Almost as an experiment, I began calling myself a lesbian instead of a queer. In the decade since I began dating my first girlfriend, I could count the number of times I had used that word as a self-descriptor on my fingers. Lesbian felt foreign and ugly in my mouth; the aftertaste is still something I am getting used to. Almost immediately, I was subject to queer community backlash. I was told that I am “an essentialist,” “slut-shaming,” and “reinforcing the gender binary,” amongst other things. It was suddenly expected that I justify my attraction to women by deconstructing why “woman” meant every time I referenced my sexuality. I did not expect this substitution to stir up such a reaction in either myself or in others; after all, wasn’t lesbian versus queer a mere matter of semantics?
My definition of a lesbian is of a person who identifies as a woman and is primarily attracted to other people who identify as women. Lesbian is not mutually exclusive to queer, however queer is often presented as a rejection of lesbianism…Meanwhile, lesbians are often categorically dismissed by queer people as being “homonormative,” privileged, and sometimes even oppressive. Lesbians are supposedly the ladies who insist that LOGO’s sitcoms and the L Word will eventually shatter the glass ceiling…
Unfortunately, if and when lesbian present themselves as militant and politicize their identities, they are dismissed and chastized. This becomes the ultimate catch 22. A transgressive lesbian is rarely taken seriously or at face value. Instead, she is preemptively either laughed off or dismissed as being a passe, yucky, anti-sex, and male-castrating “second-waver”.
Unfortunately, many queer spaces operate upon a simplified notion of sex positivity in which sexual exploration is linked with progressiveness. In some queer spaces, there is a pressure to avoid stating that you only want to sleep with women; this makes you appear frigid or close-minded.This is because in a liberal supposedly “sex-positive” individualist framework, women’s sense of agency and empowerment is often still configured in terms of men’s access to women’s bodies.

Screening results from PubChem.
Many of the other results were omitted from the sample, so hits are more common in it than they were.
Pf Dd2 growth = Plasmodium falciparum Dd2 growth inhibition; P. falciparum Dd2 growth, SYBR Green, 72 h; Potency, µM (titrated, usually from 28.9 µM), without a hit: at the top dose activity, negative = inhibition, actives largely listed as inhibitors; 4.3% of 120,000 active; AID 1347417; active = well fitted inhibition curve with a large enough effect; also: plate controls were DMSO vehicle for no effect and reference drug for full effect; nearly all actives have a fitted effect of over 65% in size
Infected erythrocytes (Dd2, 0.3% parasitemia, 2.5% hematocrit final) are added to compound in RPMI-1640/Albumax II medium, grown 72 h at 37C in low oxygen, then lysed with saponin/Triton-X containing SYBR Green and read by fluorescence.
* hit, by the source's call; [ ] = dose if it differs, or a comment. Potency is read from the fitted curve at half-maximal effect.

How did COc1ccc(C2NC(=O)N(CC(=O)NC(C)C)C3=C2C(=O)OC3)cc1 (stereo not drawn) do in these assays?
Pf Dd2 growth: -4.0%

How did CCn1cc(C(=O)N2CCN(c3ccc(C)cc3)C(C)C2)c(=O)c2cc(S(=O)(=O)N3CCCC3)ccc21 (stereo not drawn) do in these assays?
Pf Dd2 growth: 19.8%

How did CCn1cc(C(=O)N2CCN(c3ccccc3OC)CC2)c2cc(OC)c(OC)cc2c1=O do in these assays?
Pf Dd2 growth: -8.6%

I’ve come to the unsettling realization that identifying as queer over lesbian has been, for me, a way of paying lip service to men…I began dating women years ago and spent most of my adolescent years trying to articulate my sexuality in such a way that I would not be read as a lesbian…I was ashamed to use the L word because that meant admitting I would probably never be in a committed hetero relationship in the future. I did not know what to call myself, so I stopped saying anything and briefly went back in the closet... Lesbians…were the “masculine,” unkempt, socially awkward inept girls; they represented a failed femininity which I wanted to believe was incongruent with my personality. Even after I graduated with a Women’s Studies degree, I still did not want to associate myself with those people.
I have never been very invested in the idea of queer as a reclaimed slur because I have never been called queer in a derogatory manner…Lesbian, however, had consistently been applied against me from all corners as a term of disempowerment.
Reclaiming the word lesbian has become a method of militantly defining my sexuality on my own terms. I have begun consciously using the word to directly challenge the idea in queer circles which tells us that women who only want to get with other women cannot be critical, mindful, or progressive. I say it out loud because the knee-jerk, paternalistic reactions on the part of other gender and sexual minorities, as well as my own internalized disgust which is only now coming to the surface, is so very telling. Lesbian does not have to mean any of those nasty things I was conditioned to believe it does.
Not ‘Queer’ as in ‘Radical,’ but ‘Lesbian’ as in ‘Fuck You’, anti-copyright, february 2012, firstname.lastname@example.org
(i searched & found the zine on etsy, so i’m linking that as a source. the author is ineffableshe on tumblr. this is an abridged version. if you want the full version, please support the creator! )
i think i got this zine at a freecycle, maybe? either way i read it on the bus yesterday and wow this speaks to me so much.
non-lesbians, please read this and hear this.